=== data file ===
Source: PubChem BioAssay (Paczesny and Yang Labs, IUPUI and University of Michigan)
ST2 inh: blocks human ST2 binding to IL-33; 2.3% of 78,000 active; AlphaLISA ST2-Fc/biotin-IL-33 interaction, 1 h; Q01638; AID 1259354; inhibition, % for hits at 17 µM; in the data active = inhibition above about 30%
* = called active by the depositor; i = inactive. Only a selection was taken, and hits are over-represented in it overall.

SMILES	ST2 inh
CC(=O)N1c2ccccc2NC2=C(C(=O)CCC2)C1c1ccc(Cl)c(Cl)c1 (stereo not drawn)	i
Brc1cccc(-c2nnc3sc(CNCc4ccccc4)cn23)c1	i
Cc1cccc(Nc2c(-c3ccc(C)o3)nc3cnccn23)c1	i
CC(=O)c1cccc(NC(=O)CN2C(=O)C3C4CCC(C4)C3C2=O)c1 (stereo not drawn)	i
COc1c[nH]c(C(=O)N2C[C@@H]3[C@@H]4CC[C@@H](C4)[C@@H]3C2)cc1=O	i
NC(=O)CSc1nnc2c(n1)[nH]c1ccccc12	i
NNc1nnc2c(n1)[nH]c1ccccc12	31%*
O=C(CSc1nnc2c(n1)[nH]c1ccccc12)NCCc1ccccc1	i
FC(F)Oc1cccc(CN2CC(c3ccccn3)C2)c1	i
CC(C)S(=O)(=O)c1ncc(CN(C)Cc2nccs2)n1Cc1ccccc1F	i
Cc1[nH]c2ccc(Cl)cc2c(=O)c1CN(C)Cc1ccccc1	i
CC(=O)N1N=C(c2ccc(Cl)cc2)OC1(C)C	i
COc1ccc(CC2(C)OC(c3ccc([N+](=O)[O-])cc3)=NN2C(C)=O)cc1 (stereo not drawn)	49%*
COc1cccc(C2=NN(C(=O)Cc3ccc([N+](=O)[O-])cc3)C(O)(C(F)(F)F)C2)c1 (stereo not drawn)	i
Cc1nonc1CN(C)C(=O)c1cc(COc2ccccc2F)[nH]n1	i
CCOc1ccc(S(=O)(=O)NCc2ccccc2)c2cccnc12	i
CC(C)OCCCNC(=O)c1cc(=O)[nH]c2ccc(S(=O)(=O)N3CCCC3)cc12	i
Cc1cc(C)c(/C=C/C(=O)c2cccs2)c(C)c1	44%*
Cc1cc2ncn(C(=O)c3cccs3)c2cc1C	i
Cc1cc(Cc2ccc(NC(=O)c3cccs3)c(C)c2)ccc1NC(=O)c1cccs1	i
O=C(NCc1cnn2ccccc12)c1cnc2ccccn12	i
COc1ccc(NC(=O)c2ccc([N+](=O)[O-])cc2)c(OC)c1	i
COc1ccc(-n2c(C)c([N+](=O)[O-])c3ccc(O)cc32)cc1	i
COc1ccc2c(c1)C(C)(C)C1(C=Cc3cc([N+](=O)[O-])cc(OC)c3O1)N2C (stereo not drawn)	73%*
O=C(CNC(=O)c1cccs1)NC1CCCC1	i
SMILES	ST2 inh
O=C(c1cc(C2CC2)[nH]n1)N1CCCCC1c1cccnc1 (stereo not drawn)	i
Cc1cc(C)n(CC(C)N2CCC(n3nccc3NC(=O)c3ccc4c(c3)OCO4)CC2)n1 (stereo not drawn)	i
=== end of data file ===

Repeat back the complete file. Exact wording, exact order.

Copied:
Source: PubChem BioAssay (Paczesny and Yang Labs, IUPUI and University of Michigan)
ST2 inh: blocks human ST2 binding to IL-33; 2.3% of 78,000 active; AlphaLISA ST2-Fc/biotin-IL-33 interaction, 1 h; Q01638; AID 1259354; inhibition, % for hits at 17 µM; in the data active = inhibition above about 30%
* = called active by the depositor; i = inactive. Only a selection was taken, and hits are over-represented in it overall.

SMILES	ST2 inh
CC(=O)N1c2ccccc2NC2=C(C(=O)CCC2)C1c1ccc(Cl)c(Cl)c1 (stereo not drawn)	i
Brc1cccc(-c2nnc3sc(CNCc4ccccc4)cn23)c1	i
Cc1cccc(Nc2c(-c3ccc(C)o3)nc3cnccn23)c1	i
CC(=O)c1cccc(NC(=O)CN2C(=O)C3C4CCC(C4)C3C2=O)c1 (stereo not drawn)	i
COc1c[nH]c(C(=O)N2C[C@@H]3[C@@H]4CC[C@@H](C4)[C@@H]3C2)cc1=O	i
NC(=O)CSc1nnc2c(n1)[nH]c1ccccc12	i
NNc1nnc2c(n1)[nH]c1ccccc12	31%*
O=C(CSc1nnc2c(n1)[nH]c1ccccc12)NCCc1ccccc1	i
FC(F)Oc1cccc(CN2CC(c3ccccn3)C2)c1	i
CC(C)S(=O)(=O)c1ncc(CN(C)Cc2nccs2)n1Cc1ccccc1F	i
Cc1[nH]c2ccc(Cl)cc2c(=O)c1CN(C)Cc1ccccc1	i
CC(=O)N1N=C(c2ccc(Cl)cc2)OC1(C)C	i
COc1ccc(CC2(C)OC(c3ccc([N+](=O)[O-])cc3)=NN2C(C)=O)cc1 (stereo not drawn)	49%*
COc1cccc(C2=NN(C(=O)Cc3ccc([N+](=O)[O-])cc3)C(O)(C(F)(F)F)C2)c1 (stereo not drawn)	i
Cc1nonc1CN(C)C(=O)c1cc(COc2ccccc2F)[nH]n1	i
CCOc1ccc(S(=O)(=O)NCc2ccccc2)c2cccnc12	i
CC(C)OCCCNC(=O)c1cc(=O)[nH]c2ccc(S(=O)(=O)N3CCCC3)cc12	i
Cc1cc(C)c(/C=C/C(=O)c2cccs2)c(C)c1	44%*
Cc1cc2ncn(C(=O)c3cccs3)c2cc1C	i
Cc1cc(Cc2ccc(NC(=O)c3cccs3)c(C)c2)ccc1NC(=O)c1cccs1	i
O=C(NCc1cnn2ccccc12)c1cnc2ccccn12	i
COc1ccc(NC(=O)c2ccc([N+](=O)[O-])cc2)c(OC)c1	i
COc1ccc(-n2c(C)c([N+](=O)[O-])c3ccc(O)cc32)cc1	i
COc1ccc2c(c1)C(C)(C)C1(C=Cc3cc([N+](=O)[O-])cc(OC)c3O1)N2C (stereo not drawn)	73%*
O=C(CNC(=O)c1cccs1)NC1CCCC1	i
SMILES	ST2 inh
O=C(c1cc(C2CC2)[nH]n1)N1CCCCC1c1cccnc1 (stereo not drawn)	i
Cc1cc(C)n(CC(C)N2CCC(n3nccc3NC(=O)c3ccc4c(c3)OCO4)CC2)n1 (stereo not drawn)	i